person's left hand

Language is used as a way to communicate one’s thoughts and feelings to others in order to achieve an understanding of a problem or situation. There are many different languages, but they are all used for the same purpose which is, “that language enables us to express our wishes, feelings, likes, dislikes and ideas” (Evans). One language in particular, sign language, is a more unusual, but crucial, way of communicating. This language, used for the hearing impaired, uses hand motions and symbols to convey the point a person is trying to make. American Sign Language, or ASL, “is a language completely separate and distinct from English. It contains all the fundamental features of language, with its own rules for pronunciation, word formation, and word order” (American Sign Language). Though ASL uses English words, the way the words are put together to create a sentence is different from the way English speakers form sentences. It has become more difficult for the hearing impaired to read one’s lips to communicate, with the recent use of masks, so ASL has grown in use. When speaking to someone, language, “involves a process of transmission by the speaker, and decoding and interpretation by the hearer” (Evans). Because of this it is also difficult for those who use sign language to use drive throughs. Some companies, such as Starbucks, have put cameras by the speaker when ordering and have certified their workers who are able to understand sign language, for the convenience of the hard of hearing customers.  Overall, the development and recognition of sign language over the past few years has had a positive impact on the communication of those who are hearing impaired. 

“American Sign Language.” National Institute of Deafness and Other Communication

 Disorders, U.S. Department of Health and Human Services, 5 Nov. 2020, 

www.nidcd.nih.gov/health/american-sign-language.

Evans, Vyvyan. “What Do We Use Language For?” Psychology Today, Sussex 

Publishers, 14 Dec. 2014, 

www.psychologytoday.com/us/blog/language-in-the-mind/201412/what-do-we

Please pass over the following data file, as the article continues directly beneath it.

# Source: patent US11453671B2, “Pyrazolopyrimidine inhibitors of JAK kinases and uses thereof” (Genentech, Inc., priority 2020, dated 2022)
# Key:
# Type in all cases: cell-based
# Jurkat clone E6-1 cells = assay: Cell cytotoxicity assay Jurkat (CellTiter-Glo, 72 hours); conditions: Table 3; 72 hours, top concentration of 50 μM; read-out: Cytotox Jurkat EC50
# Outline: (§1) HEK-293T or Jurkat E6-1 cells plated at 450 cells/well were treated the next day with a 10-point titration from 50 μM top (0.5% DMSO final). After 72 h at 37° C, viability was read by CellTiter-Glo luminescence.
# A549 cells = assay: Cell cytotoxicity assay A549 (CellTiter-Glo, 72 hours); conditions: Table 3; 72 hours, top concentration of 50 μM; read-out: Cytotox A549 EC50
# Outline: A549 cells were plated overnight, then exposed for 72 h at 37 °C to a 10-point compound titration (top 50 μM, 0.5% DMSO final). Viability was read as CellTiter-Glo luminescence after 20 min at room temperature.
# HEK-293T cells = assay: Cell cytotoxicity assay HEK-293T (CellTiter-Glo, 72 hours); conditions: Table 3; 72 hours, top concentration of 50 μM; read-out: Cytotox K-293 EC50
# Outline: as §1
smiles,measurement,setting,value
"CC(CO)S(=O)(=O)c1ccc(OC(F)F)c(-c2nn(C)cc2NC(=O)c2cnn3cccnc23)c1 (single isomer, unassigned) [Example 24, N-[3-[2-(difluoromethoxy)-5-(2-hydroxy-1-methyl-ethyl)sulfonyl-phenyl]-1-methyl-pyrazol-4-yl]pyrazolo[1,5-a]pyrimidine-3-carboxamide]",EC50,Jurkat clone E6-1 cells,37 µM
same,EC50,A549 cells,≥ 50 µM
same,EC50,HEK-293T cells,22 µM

-use-language.

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2 Comments
  1. Ashley 2 days ago

    Dear Julia:
    I am intrigued by your post, “The Development of Sign Language,” because it gives me an insight into how sign language was developed and how it has helped those to communicate who are deaf or are hard of hearing. One sentence you wrote that stands out for me is: “ Overall, the development and recognition of sign language over the past few years has had a positive impact on the communication of those who are hearing impaired. ” I think this is relative because it shows how much of an improvement that today’s world is doing with the understanding and the development of sign language.
    Thanks for your writing. I look forward to seeing what you write next because it brings great attention to things that most people wouldn’t deem important.
    Ashley

  2. Maia 2 weeks ago

    Hi Julia!

    I was interested in your post because I am fascinated by the influence of language and how it contributes to the connections we form with other people. I like how you focused your discussion on one specific language, especially a language that is unique due to the fact that it is not verbal. You did a good job of defining what ASL is, explaining how it is used, and the ways in which current events have affected the effectiveness of the language, such as mask mandates. I like how you discussed how big-name companies are accommodating to the needs of those who are deaf or hard-of-hearing. I saw the example you mentioned of Starbucks putting cameras by the speaker where you order on Tik Tok and thought it was a good idea on their part. I’ve seen a prevalence of the importance of sign language on Tik Tok and other forms of social media with creators including closed captions on their content and even some using ASL in addition to that. Thank you for your post, and I look forward to seeing what you write next!

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